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CuCPS makes mask plans

Cumberland County Public Schools (CuCPS) has released more information regarding masking and other school policies as students prepare for their first day back following summer vacation, including a tiered action plan should COVID-19 cases continue to grow in the area.

In a letter dated Thursday, July 29, CuCPS Superintendent Dr. Chip Jones addressed families and discussed plans for the coming academic year.

With the first day of school scheduled for Monday, Aug. 9, CuCPS will be open on a regular schedule five days per week.

As it is currently up to school divisions to decide whether or not masks are required in school buildings, CuCPS has developed a three-tiered system that will be utilized to determine masking and other mitigation requirements as COVID cases rise or fall.

According to Jones’ letter, the school division will begin the school year in Tier I: New Normal. For Tier 1, CuCPS will continue to implement mitigation strategies such as encouraging hand hygiene, frequently sanitizing high-traffic areas, alternative scheduling and three feet of social distancing as much as possible. Parents will be asked to screen their children at home for COVID symptoms, and the division will continue to quarantine students and contact trace as needed.

In Tier I, masking in school buildings will be optional, though the Centers for Disease Control and Prevention (CDC) encourages masks for those who are not vaccinated or for children too young to be vaccinated. Federal law requires face coverings on school buses.

In Tier II: Increased Mitigations, if case counts begin rising locally or there are COVID-19 incidents in the schools, additional mitigation strategies will be applied, including a possible return to mask mandates for certain schools.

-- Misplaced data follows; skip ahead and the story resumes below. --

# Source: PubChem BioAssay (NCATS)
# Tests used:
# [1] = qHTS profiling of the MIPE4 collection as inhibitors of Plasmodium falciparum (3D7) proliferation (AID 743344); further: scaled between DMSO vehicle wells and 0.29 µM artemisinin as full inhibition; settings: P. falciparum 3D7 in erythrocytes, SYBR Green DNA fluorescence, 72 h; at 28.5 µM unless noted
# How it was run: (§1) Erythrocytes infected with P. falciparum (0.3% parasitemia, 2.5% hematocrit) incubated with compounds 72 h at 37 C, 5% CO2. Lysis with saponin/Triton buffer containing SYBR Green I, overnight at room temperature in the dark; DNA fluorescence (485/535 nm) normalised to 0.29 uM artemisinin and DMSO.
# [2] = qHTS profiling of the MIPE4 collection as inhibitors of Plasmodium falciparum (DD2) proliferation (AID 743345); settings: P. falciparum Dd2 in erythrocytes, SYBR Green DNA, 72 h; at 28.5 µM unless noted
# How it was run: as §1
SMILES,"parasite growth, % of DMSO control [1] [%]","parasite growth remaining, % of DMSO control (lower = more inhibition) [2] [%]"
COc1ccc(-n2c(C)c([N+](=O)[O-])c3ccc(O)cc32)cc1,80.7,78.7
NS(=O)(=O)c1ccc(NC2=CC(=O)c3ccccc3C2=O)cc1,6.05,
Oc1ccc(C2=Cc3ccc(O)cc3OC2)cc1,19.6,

If the school activates Tier III: Full Mitigations in the event numerous cases of the virus are identified, the district will return to daily temperature checks at school, increased social distancing to the greatest extent possible and a potential division-wide mask mandate as well as reinstitution of the school’s “no visitor” rule.

Jones warned in the extreme, full mitigation measures may require a return to hybrid or remote learning schedules.

Other CuCPS plans for the upcoming school year include an academic recovery initiative.

“We know recovering from the loss of instructional time since the spring of 2020 will be a long process, and we have a very clear plan to provide intensive and strategic remediation, intervention and support for our students’ academic, social and emotional needs,” Jones wrote. “This began with a most robust summer school program in June, providing students with opportunities to participate in remediation, intervention and credit recovery. The division also plans to hold after-school programs for the fall and spring to promote academic acceleration and enrichment.”

Jones acknowledged in the letter that transportation remains a challenge and the school is continuing to limit the flexibility for multiple bus stops and bus changes. Students will need to get on and off the school bus at the same location due to space limitations on the bus, and due to bus driver shortages and the need for social distancing, some bus drivers may make multiple runs.

“This could result in students arriving at school late or returning home late,” Jones warned. “We hope that you will be patient until these issues have been resolved.”

CuCPS will continue virtual learning this year for families who choose to keep students home. Virtual students will utilize Virtual Virginia’s online platform, though local teaching staff will not be providing the instruction.

“This program maintains a much stricter class schedule which students will be required to attend online,” Jones wrote.